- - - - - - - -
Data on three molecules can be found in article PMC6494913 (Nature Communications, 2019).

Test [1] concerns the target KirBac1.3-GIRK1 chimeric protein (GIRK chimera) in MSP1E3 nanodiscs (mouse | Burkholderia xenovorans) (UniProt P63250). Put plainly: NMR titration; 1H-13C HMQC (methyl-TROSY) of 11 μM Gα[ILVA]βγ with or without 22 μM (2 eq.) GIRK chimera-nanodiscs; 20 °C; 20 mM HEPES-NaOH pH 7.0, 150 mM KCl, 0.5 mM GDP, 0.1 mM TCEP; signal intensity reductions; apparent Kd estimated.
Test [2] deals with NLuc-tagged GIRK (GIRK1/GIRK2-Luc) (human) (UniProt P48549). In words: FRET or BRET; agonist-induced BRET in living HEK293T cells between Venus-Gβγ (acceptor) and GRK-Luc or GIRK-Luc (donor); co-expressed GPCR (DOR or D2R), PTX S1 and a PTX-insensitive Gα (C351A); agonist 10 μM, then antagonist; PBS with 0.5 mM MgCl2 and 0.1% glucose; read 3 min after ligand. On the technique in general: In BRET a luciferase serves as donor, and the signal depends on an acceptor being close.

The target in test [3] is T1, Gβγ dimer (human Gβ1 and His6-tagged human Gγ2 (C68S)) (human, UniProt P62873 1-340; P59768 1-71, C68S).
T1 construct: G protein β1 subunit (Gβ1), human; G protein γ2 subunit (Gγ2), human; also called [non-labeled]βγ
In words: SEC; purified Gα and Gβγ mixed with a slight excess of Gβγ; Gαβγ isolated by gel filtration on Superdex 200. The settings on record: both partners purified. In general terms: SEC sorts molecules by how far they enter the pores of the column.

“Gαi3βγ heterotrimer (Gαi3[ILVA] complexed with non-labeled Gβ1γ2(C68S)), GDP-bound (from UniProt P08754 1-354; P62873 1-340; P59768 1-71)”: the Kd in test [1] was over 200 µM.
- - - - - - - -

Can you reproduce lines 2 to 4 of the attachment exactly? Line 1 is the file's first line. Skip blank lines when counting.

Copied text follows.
Test [1] concerns the target KirBac1.3-GIRK1 chimeric protein (GIRK chimera) in MSP1E3 nanodiscs (mouse | Burkholderia xenovorans) (UniProt P63250). Put plainly: NMR titration; 1H-13C HMQC (methyl-TROSY) of 11 μM Gα[ILVA]βγ with or without 22 μM (2 eq.) GIRK chimera-nanodiscs; 20 °C; 20 mM HEPES-NaOH pH 7.0, 150 mM KCl, 0.5 mM GDP, 0.1 mM TCEP; signal intensity reductions; apparent Kd estimated.
Test [2] deals with NLuc-tagged GIRK (GIRK1/GIRK2-Luc) (human) (UniProt P48549). In words: FRET or BRET; agonist-induced BRET in living HEK293T cells between Venus-Gβγ (acceptor) and GRK-Luc or GIRK-Luc (donor); co-expressed GPCR (DOR or D2R), PTX S1 and a PTX-insensitive Gα (C351A); agonist 10 μM, then antagonist; PBS with 0.5 mM MgCl2 and 0.1% glucose; read 3 min after ligand. On the technique in general: In BRET a luciferase serves as donor, and the signal depends on an acceptor being close.

The target in test [3] is T1, Gβγ dimer (human Gβ1 and His6-tagged human Gγ2 (C68S)) (human, UniProt P62873 1-340; P59768 1-71, C68S).